Hiber Sugar joins forces for convenience sake

From left to right: Ali Bin Amin, Israeli ambassador to Ethiopia; Yewondoson Bekele (Eng), board chairman of Hiber; and Jacques Ollech, general manager of BDFC, while chatting before signing the Memorandum of Understanding. (Source: Addis Fortune)


Addis Fortune, October 26, 2009

Hiber Sugar SC and BDFC agreed to a joint investment on sugar production in the Amhara Regional State and will submit their action plan to the regional Investment Promotion Agency on Tuesday, October 26, 2009.

Hiber, formed by 30 individuals, has been selling shares to the public ever since July 2009. They intend to close the sale of shares in April 2010 after they have raised one billion Birr.

BDFC, is a share company established by two brothers of Israeli descent, Jacques and Daniel ollech. This company, based in Brazil also has business interests in the United States.

The joint investment agreement signed by the two companies at the Hilton Hotel on October 21, 2009, was a union of convenience.

Hiber only has its investment licence, but it maintained that the Amhara Regional State asked for proof of their financial capabilities before it gave them the 25,000hct the company had applied for.

BDFC, on the other hand, had already been given 17,400hct of land in 2008, a year after it came to Ethiopia. It is also getting close to receiving an additional 13,000hct in the same area of the Tana-Beles Basin of Jawi Wereda, Hawi Zone of Amhara Regional State.

"Working with BDFC will give us the immediate right to use the allotted land as well as access to the foreign currency they bring with them," said Menalachew Simachew, one of the organizers of Hiber.

The joint investment will have a capital of four billion Birr, of which 30pc will come from the two companies; credit for the rest of the capital will need to come from local and international lenders. The two have agreed that Hiber will come up with 20pc of the cash while BDFC will contributed 10pc, according to Neguse Hunegnaw deputy general manager of BDFC.

BDFC may contribute an additional five per cent in the form of machinery and equipment, Menalachew says.

BDFC's interest in the joint investment, according to Jacques Ollech who is general manager of BDFC Ethiopia, is the experience of the founders of Hiber in the local sugar industry, which ranges to over 30 years.

BDFC returned to Ethiopia from Brazil after having been gone for a period of one year. In their letter to the Agency, on July 16, 2009, an explanation as to the delay of their return holds the global financial crisis responsible. At this point, the Agency had been waiting for BDFC for over a year.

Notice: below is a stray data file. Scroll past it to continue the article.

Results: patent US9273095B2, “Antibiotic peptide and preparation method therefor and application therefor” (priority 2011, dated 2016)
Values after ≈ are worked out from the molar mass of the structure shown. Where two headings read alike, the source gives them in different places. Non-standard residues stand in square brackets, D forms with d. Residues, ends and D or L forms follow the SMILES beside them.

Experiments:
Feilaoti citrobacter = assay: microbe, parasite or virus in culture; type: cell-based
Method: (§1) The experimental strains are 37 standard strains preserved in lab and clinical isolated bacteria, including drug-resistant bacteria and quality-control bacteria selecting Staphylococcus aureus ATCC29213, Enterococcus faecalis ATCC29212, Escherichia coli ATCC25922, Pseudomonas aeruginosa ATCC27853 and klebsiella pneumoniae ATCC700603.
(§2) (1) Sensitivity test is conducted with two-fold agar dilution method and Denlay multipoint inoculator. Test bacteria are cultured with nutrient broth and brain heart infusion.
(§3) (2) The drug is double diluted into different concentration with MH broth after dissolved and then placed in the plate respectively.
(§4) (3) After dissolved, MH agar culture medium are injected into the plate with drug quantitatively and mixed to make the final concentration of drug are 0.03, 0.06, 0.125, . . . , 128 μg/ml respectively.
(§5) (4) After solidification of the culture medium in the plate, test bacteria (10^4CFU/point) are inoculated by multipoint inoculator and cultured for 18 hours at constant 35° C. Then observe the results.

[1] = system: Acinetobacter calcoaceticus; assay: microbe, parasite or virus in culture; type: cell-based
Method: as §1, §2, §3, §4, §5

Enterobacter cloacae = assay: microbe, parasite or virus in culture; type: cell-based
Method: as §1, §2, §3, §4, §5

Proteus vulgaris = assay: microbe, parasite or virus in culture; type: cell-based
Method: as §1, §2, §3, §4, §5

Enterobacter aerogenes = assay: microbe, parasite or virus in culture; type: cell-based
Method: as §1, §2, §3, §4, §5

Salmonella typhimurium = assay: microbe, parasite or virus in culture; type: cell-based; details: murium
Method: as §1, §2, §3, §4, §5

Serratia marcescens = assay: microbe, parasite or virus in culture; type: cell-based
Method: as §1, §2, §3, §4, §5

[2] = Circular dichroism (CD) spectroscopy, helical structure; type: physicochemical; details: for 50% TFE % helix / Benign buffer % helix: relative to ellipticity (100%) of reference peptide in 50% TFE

In mid October, the Agency requested the company to submit its action plan before the end of November. It was during this time that BDFC was holding talks with Hiber about the joint investment.

The two companies have not formally informed the Agency that they have formed the joint investment, Aynalem Belete, process owner of Amhara Investment Promotion Agency told Fortune. He expressed his hope that the two together could move faster on the project which the regional state is eager to see realized.

The regional state should be notified of any further delays in order to intervene, Aynalem said; although he did not convey what kind of intervention would take place.

The two companies have now started moving faster, Menalachew says and continued that they have already started talks with the Agricutltural Equipment and Technical Services Enterprise (AETSE). This state owned company is to clear and prepare the land for the sugar plantation.

A formal letter will be submitted to the enterprise on Monday, according to Menalachew, and then AETSE will send experts to the area to survey the land and offer them a price.

The next task will be planting seeds of the cane on 500hct, which will provide them with the stems which will be cut and planted to start the sugar cane plantation.

The aforementioned companies have started talking with a number of consultancy firms from Brazil, England and India including with JP Mukerji, the Indian firm which worked on the expansion project of Wonji Sugar Factory. These companies will be involved in a bid, with the one offering the least price likely to be elected to do the feasibility study on agriculture, industry and civil work, according to Menalachew.

The selected firm is likely be the one to continue with the consultation until the commencement of operation of the sugar factory, he explained.

"The feasibility study is our bankable document," he clarified. "With it, we will contact possible lenders including the World Bank and the African Development Bank."

The feasibility study will be completed within four to six months, according to Menalachew Indian company (which he did not name) has offered them machinery on soft loan.

F.C. Schaffer & Associates, Inc, the American company which constructed Fincha Sugar Factory, is also said to have contacted them with the proposal of a working relationship alongside offers of credit and a stake in the company.

"We have responded that we are glad to work with them," said Menalachew. "But we will let them know how that will be when the time comes."

The company boasts that its factory will be able to produce 1.17 million tonnes of sugar, making Ethiopia one of the largest sugar producers in Africa. The combined annual production of the three state owned factories, Wonji, Metehara and Fincha, is only 275,000 tonnes. They hope to employ up to 10,000 workers and produce 28 million litres of ethanol from molasses.

The Tana-Beles area is known for its black alluvial soil type which is proven to yield a good harvest of sugarcane, Minalachew told Fortune. Its altitude of 1,000 to 1,200 metres and annual rainfall 1,500mm is also suitable for sugarcane plantation, he says.

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